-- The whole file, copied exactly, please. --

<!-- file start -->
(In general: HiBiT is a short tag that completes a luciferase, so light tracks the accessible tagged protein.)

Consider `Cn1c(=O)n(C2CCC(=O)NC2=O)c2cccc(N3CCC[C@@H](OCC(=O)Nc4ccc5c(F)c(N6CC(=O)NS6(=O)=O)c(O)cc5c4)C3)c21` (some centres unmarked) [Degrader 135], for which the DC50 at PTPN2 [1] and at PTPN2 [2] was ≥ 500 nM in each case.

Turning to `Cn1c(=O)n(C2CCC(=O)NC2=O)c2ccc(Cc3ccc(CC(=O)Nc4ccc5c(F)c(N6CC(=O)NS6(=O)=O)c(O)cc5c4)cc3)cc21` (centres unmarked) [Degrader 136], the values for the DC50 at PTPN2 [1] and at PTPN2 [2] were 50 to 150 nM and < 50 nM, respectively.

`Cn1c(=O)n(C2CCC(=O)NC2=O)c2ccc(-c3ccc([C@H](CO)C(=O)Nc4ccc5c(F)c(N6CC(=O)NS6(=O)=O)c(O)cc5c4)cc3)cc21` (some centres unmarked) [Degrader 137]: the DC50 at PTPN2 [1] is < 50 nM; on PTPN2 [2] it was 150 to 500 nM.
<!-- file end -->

(In general: HiBiT is a short tag that completes a luciferase, so light tracks the accessible tagged protein.)

Consider `Cn1c(=O)n(C2CCC(=O)NC2=O)c2cccc(N3CCC[C@@H](OCC(=O)Nc4ccc5c(F)c(N6CC(=O)NS6(=O)=O)c(O)cc5c4)C3)c21` (some centres unmarked) [Degrader 135], for which the DC50 at PTPN2 [1] and at PTPN2 [2] was ≥ 500 nM in each case.

Turning to `Cn1c(=O)n(C2CCC(=O)NC2=O)c2ccc(Cc3ccc(CC(=O)Nc4ccc5c(F)c(N6CC(=O)NS6(=O)=O)c(O)cc5c4)cc3)cc21` (centres unmarked) [Degrader 136], the values for the DC50 at PTPN2 [1] and at PTPN2 [2] were 50 to 150 nM and < 50 nM, respectively.

`Cn1c(=O)n(C2CCC(=O)NC2=O)c2ccc(-c3ccc([C@H](CO)C(=O)Nc4ccc5c(F)c(N6CC(=O)NS6(=O)=O)c(O)cc5c4)cc3)cc21` (some centres unmarked) [Degrader 137]: the DC50 at PTPN2 [1] is < 50 nM; on PTPN2 [2] it was 150 to 500 nM.